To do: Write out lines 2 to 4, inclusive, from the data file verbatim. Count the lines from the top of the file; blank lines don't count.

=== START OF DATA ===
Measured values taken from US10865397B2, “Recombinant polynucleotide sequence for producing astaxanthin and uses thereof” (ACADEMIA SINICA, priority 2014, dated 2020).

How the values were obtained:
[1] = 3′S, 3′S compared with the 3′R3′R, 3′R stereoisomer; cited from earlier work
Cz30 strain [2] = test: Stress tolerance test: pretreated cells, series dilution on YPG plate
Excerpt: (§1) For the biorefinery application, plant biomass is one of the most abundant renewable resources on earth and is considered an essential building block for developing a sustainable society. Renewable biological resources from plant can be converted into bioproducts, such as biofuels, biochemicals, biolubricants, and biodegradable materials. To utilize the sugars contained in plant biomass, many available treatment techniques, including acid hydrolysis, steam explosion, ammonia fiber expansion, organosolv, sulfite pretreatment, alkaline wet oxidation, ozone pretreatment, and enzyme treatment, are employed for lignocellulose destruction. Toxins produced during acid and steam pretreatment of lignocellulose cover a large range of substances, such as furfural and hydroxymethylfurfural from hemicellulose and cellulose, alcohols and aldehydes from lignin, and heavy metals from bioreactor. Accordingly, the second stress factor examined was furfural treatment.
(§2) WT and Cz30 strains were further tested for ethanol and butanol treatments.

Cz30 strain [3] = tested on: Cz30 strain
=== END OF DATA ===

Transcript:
How the values were obtained:
[1] = 3′S, 3′S compared with the 3′R3′R, 3′R stereoisomer; cited from earlier work
Cz30 strain [2] = test: Stress tolerance test: pretreated cells, series dilution on YPG plate